It's no secret that high school students have a lot on their plates. But when it comes to college, they may be even more stressed than you think.

In the Princeton Review's College Hopes and Worries Survey released Tuesday, 98 percent of student and parents said they were experiencing some level of anxiety, with more than 70 percent of them pegging it as "high" or "very high." And this level of concern has increased over time — in the past 14 years, the number of people admitting to high levels of stress has jumped by 20 percent.

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A number of factors were putting the students and their families on-edge. The survey found that the largest concern was debt — as it has been since 2014. More than 90 percent of Princeton Review respondents said they thought the cost of attending college would exceed $100,000 for room, board, tuition, fees and other items.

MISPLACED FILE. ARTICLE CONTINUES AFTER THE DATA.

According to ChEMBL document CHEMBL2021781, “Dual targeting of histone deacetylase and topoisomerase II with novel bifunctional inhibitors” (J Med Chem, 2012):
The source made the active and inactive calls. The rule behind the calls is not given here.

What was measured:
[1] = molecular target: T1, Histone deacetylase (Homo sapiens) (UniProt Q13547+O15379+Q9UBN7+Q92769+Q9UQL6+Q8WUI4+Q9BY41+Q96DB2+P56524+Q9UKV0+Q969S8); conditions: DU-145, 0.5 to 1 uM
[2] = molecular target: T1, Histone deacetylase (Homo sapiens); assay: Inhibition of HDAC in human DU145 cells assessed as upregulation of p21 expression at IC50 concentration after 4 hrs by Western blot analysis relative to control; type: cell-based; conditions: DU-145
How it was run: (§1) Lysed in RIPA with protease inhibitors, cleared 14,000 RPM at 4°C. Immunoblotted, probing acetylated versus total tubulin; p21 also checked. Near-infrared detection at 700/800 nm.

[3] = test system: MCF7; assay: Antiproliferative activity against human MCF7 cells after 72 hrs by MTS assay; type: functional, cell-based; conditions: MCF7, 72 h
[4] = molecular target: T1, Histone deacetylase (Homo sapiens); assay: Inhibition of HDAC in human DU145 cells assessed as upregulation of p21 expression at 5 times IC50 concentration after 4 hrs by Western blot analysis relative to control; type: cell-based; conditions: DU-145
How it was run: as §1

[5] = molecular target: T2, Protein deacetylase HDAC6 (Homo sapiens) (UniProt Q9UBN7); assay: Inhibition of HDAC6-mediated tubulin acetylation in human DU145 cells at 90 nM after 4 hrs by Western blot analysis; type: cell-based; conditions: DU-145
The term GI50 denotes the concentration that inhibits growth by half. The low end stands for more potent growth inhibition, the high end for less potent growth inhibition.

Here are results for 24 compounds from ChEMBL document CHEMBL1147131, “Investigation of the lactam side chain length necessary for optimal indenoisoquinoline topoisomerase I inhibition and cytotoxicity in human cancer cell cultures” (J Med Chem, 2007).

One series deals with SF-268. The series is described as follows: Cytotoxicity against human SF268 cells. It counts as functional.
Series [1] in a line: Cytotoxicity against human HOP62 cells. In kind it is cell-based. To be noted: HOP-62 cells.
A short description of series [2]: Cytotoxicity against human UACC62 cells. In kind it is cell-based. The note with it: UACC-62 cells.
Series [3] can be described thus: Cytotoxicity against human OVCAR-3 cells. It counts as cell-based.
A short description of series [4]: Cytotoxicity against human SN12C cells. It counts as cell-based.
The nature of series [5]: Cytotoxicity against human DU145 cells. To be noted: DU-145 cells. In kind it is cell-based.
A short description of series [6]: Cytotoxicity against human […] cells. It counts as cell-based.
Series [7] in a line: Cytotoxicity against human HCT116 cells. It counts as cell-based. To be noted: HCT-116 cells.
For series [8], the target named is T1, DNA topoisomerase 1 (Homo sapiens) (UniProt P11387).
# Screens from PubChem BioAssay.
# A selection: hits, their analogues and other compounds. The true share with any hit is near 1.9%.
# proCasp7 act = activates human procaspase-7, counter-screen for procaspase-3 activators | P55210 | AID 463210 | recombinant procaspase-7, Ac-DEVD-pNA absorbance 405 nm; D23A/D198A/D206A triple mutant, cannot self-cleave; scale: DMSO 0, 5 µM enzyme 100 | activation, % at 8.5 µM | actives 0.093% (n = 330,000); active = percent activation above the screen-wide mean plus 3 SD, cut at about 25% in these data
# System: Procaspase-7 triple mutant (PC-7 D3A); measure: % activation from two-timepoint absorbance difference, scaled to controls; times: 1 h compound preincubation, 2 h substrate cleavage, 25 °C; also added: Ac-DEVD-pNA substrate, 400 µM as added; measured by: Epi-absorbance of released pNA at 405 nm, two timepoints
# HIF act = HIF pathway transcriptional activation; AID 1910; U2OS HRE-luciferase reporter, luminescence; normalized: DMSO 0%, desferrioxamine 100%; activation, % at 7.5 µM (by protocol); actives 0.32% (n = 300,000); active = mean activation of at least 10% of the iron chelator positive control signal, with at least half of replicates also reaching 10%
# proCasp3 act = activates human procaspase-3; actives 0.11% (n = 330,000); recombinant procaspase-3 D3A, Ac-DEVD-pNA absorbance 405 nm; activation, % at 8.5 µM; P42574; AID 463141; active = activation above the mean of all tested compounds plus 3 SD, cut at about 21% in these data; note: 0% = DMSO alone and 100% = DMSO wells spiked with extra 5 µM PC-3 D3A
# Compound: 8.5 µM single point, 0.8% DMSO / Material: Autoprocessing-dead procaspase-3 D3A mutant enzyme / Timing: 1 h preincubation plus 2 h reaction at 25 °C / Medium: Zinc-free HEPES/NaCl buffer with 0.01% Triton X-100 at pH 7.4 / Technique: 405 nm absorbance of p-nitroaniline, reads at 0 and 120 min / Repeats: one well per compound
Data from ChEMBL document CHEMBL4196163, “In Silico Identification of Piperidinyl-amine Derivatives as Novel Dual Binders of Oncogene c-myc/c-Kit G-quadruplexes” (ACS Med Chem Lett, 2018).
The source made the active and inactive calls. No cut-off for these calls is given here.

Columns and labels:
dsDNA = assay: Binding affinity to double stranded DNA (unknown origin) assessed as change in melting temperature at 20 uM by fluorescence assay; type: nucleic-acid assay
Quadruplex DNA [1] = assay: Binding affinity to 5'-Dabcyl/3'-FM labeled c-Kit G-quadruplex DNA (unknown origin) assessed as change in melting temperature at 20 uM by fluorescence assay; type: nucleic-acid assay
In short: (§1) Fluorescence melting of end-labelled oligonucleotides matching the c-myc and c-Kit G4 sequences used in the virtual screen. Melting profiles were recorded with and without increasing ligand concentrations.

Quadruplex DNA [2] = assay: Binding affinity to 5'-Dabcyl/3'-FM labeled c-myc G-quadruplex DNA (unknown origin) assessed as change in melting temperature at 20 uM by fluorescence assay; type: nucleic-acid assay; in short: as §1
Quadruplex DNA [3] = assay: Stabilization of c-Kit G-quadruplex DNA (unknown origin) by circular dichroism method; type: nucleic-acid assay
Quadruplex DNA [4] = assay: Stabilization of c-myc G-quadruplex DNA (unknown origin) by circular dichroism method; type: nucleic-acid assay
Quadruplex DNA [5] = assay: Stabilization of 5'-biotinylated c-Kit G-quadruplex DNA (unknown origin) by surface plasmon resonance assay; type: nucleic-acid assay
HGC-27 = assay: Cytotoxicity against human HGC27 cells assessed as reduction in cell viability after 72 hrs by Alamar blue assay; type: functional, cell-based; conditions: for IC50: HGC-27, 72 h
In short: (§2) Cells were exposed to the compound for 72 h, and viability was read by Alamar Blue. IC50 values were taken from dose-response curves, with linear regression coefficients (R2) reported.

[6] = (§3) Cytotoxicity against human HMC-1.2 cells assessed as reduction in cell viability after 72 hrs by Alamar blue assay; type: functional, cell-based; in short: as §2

Their fears may not be unfounded: Seven in 10 people graduating from college had student loan debt in 2015, according to the Institute for College Access and Success. Their average burden was $30,100.

With nearly all of the Princeton Review families polled labeling financial aid necessary for their child's education, here are a few tips for applying, collected from the Education Department, Peterson's and U.S. News and World Report:

  • Figure out how much your college will actually cost by using a tool like the government's College Scorecard. Don't get caught up in sticker prices.
  • Submit your Free Application For Federal Student Aid, or FAFSA. It's required if you're hoping to take advantage of government money.
  • When you visit various campuses as you try to select a school, talk to a financial aid administrator. Collect business cards so you can follow up with them later.
  • Keep track of the application deadlines. You don't want to miss out on money because you forgot to send in a form, so apply sooner rather than later.

The Princeton Review survey included repsonses from more than 10,000 students and parents in the U.S. and abroad.